Luc Tuymans and Andrzej Wajda
Two Readings of Andrzej Wróblewski
The contradictions and enigmas of Andrej Wróblewski (1927–1957) are tackled by a painter and a film-maker as they run through lateral and unknown interpretations of an intense and complex body of work. The painter Luc Tuymans, who engages in conversation with Ulrich Loock, and the film-maker Andrzej Wajda, via the premiere of his latest film Wróblewski According to Wajda, contemplate paintings that still challenge interpretive frameworks of 20th-century art history today. A realist and at the same time abstract, an individualist whilst also an advocate of collective artistic practice, experimental yet socially committed, Wróblewski considers a series of ambivalences through his work that call into question key aspects from both his own epoch and the present: the relationship between art and political ideology during totalitarianism, the possibilities for painting after the historical avant-garde movements, and the dilemmas between communication and experimentation in a world that was devastated after the war, among numerous other aspects.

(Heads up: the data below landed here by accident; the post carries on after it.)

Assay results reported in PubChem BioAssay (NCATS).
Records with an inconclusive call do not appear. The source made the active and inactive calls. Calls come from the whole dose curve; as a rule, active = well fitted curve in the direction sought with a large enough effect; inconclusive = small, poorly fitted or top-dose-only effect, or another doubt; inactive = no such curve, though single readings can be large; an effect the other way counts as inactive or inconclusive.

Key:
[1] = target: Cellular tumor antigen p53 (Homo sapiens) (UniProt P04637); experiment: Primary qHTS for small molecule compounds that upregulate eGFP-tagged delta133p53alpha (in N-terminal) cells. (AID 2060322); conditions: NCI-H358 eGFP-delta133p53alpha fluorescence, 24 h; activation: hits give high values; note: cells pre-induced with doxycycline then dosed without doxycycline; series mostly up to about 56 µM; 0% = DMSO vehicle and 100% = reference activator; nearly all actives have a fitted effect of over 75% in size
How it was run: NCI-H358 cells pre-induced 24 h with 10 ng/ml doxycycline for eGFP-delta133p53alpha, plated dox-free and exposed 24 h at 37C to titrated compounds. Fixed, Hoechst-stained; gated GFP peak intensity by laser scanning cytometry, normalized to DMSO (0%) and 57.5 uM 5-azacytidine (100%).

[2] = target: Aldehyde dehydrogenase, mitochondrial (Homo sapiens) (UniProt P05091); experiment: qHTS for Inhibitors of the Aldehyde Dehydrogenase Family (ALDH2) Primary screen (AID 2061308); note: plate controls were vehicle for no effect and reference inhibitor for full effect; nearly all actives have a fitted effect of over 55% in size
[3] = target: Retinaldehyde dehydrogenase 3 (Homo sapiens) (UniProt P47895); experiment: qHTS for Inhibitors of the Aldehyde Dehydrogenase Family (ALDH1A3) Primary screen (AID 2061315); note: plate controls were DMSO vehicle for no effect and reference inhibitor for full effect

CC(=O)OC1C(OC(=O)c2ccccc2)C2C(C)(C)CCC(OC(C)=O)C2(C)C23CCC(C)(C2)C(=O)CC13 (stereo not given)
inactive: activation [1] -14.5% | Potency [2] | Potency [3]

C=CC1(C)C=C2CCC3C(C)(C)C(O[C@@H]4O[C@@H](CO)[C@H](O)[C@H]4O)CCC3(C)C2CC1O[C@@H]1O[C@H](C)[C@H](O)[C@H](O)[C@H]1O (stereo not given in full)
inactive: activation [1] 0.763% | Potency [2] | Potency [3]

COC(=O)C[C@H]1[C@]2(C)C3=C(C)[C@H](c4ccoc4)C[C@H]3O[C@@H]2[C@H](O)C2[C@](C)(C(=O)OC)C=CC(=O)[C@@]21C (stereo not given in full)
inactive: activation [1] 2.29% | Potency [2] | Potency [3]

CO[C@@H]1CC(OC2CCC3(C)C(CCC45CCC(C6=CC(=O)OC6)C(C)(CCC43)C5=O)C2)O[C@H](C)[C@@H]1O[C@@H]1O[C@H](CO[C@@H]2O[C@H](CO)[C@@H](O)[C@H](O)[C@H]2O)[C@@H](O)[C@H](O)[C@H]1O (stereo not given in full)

Andrzej Wróblewski’s work barely spanned a decade, from the time of his participation at the First Exhibition of Modern Art (Kraków 1948), alongside Tadeusz Kantor and other artists, until his death in an accident in 1957. Between these two points in time a space opened in which a series of styles and opposing approaches would converge, for instance Geometric Abstraction, Socialist Realism, caricature and satire and Existentialist Surrealism. As a whole, this contradictory amassing uncovers painting’s place in the aftermath of The Second World War as it was caught between scepticism and historical avant-garde movements, the ethical obligation to publicly narrate trauma and the drive to imagine another future. In the artist's own words, it was about a dilemma concentrated between an understanding of “modernity as a laboratory of art techniques”, and producing “images that were as unpleasant as the smell of a dead body.”
This activity marks the end of the exhibition Andrzej Wróblewski. Recto / Verso, the broadest retrospective thus far on the work of this artist outside of Poland.
Marta Dziewańska. Research curator at the Museum of Modern Art, Warsaw, with a PhD in philosophy from the Polish Academy of Sciences in Warsaw. Alongside Eric de Chassey, she is also the curator of Andrzej Wróblewski. Recto/Verso (Museum of Modern Art, Warsaw and Museo Reina Sofía, 2015).
Ulrich Loock. An Independent curator and art critic, and previously the director of Kunsthalle Bern and Kunstmuseum Luzern and deputy director of the Serralves Foundation, Porto. He has also organised a wide range of exhibitions, as either an independent or institutional curator, for seminal painters from 1970 to the present day, including René Daniëls, Christopher Wool, Gerhard Richter, Marlene Dumas and Luc Tuymans.